If you want to edit Canon EOS 1D C 4k video or 1080p MOV footage in nonlinear editing programs such as FCP, iMovie and Avid MC, you might need to take time to convert before you can start post production. This post explains the easiest way to transcodeCanon EOS 1D C footage to Apple ProRes, AIC and DNxHD, the native format of FCP (X), iMovie and Avid Media Composer for editing use.
Being stated as the world’s first 4K resolution DSLR camera, the Canon EOS 1D C, which gains a series of features from the C300 native Full HD camera, is capable of recording 4K resolution (4096 x 2160 pixels) video at 24p and 25p in Motion JPEG format. Plus, the Canon EOS 1D C DSLR also supports shooting in Full HD (1920 x 1080) resolution in frame rate of 24p, 25p, 30p, 50p and 60p in H.264 MOV format.
Can my MacBook Pro/iMac handle editing 4K Motion JPEG video or 1080 60p MOV files from the Canon EOS 1D C DSLR? Yes! If you want to edit Canon EOS 1D C 4k video or 1080p MOV footage in nonlinear editing programs such as FCP, iMovie and Avid MC, you might need to take time to convert before you can start post production. Take Final Cut Pro for example, FCP’s native format is Apple ProRes, which means that files saved to this codec do not require any rendering in FCP in order to play them back. However, the Canon EOS 1D C DSLR doesn’t typically use this codec, so if you were to import the footage directly into FCP without using the Log & Transfer function, you may convert your Canon EOS 1D C 4K videos or MOV files to Apple ProRes using 3rd party software like HD Video Converter for Mac. In addition, if you attempt to ingest Canon EOS 1D C 4k video to iMovie, you can use this program to export AIC files, and if you intend to import Canon EOS 1D C MOV files to Avid Media Composer, you can use it to create DNxHD files.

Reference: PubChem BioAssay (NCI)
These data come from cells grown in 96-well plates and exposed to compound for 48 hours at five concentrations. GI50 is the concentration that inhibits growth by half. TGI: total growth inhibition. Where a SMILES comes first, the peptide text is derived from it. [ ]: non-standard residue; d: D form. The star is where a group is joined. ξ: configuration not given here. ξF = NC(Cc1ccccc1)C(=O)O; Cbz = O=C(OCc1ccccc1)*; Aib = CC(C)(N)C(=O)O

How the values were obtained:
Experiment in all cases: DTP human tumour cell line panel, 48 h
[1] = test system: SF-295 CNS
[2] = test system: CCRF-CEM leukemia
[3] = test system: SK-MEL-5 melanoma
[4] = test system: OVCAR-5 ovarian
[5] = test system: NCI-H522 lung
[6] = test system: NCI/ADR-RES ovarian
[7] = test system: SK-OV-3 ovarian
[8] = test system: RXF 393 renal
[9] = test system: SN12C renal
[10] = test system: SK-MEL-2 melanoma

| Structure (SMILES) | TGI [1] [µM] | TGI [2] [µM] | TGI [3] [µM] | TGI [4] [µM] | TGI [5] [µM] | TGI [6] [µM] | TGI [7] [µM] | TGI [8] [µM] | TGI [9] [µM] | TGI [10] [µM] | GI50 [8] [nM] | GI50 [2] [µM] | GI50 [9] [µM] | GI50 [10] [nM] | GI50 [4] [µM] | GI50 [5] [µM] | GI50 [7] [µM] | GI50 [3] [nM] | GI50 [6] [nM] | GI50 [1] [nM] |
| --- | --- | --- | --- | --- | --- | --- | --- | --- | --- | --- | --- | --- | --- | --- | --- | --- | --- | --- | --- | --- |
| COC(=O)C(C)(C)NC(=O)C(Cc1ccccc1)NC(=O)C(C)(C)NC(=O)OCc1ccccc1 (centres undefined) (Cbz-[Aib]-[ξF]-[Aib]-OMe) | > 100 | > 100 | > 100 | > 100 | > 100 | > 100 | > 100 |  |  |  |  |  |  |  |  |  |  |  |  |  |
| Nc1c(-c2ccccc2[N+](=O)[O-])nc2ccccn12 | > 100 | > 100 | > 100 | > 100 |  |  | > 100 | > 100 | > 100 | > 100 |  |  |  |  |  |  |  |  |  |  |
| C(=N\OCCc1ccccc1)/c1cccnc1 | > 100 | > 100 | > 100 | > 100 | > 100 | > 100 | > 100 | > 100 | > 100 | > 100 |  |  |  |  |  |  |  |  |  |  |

Download a free trial of Canon EOS Converter for Mac
How to transcode Canon EOS 1D C footage to ProRes, AIC and DNxHD, for FCP (X), iMovie and Avid?
Follow these steps:
Step 1: Install this HD Video Converter for Mac software on your computer, launch it as a Canon EOS 1D C video converter and click ‘Add File’ to ingest your source media from your camera or from an achieved folder.
Step 2: Select output format
1) Convert Canon EOS 1D C 4k video to ProRes for FCP 6/7 or FCP X:
From the Profile bar, move to ‘Final Cut Pro’ catalogue, and select ‘Apple ProRes 422 (*.mov)’ as target format. Apple ProRes is the best suited editing code for FCP 6, 7 and FCP X. When loading them into FCP, you needn’t wait for a long time for rendering.
2) Transcode Canon EOS 1D C MOV to AIC for iMovie:
From the Profile bar, move to ‘iMovie/Final Cut Express’ catalogue, and select ‘Apple InterMediateCodec (*.mov)’ as output format.
3) Encode Canon EOS 1D C DSLR footage to DNxHD for Avid:
From the Profile bar, navigate to ‘Avid Media Composer’ column, and choose ‘Avid DNxHD (*.mov)’ as target format.
Step 3: Custom video and audio settings （for advanced users）
Click ‘Settings’ button, the ‘Profile Settings’ window pops up, on which you are allowed to custom video and audio parameters like bit rate, frame rate, resolution, sample rate, and audio channels.
Step 4: Start transcoding Canon EOS 1D C footage to required file type
When ready, click ‘Convert’ to transcode Canon EOS 1D C files to a format that is well suited for your NLEs.
You can tick off ‘Shut down computer when conversion completed’ and go away to do other things instead of waiting around in front of the computer for the entire conversion process.
Step 5: Click ‘Open Folder’ button to locate exported QuickTime files
As soon as the conversion process finished, simply click ‘Open Folder’ button to get the generated QuickTime files that encoded with ProRes, AIC or DNxHD codec. Now you are able to open them in Final Cut, iMovie or Avid for further editing without any import issues.
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